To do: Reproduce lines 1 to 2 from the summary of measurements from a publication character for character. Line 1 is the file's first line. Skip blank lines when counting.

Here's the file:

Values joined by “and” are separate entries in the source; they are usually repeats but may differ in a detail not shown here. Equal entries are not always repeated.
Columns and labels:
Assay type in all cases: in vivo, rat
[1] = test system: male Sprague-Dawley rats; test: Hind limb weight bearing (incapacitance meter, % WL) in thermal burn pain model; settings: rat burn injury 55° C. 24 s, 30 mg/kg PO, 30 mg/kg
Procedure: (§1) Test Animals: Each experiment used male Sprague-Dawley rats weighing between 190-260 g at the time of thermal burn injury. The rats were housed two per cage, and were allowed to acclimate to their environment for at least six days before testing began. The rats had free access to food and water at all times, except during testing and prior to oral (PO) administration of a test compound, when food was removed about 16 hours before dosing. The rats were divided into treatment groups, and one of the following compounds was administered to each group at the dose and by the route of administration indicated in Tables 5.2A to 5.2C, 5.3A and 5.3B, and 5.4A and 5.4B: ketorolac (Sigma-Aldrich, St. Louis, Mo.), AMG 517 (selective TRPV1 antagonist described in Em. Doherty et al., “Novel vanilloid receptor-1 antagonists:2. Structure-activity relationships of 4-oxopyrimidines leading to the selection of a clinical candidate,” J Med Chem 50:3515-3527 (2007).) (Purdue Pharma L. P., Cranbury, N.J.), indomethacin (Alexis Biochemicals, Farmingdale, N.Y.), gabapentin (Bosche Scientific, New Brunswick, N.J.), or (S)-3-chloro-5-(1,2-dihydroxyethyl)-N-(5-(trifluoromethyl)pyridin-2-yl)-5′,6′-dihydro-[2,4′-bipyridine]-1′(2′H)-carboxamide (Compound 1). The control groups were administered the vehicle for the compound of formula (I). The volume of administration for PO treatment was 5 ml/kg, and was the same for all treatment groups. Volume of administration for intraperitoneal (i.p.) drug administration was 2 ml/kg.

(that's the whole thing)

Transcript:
Values joined by “and” are separate entries in the source; they are usually repeats but may differ in a detail not shown here. Equal entries are not always repeated.
Columns and labels: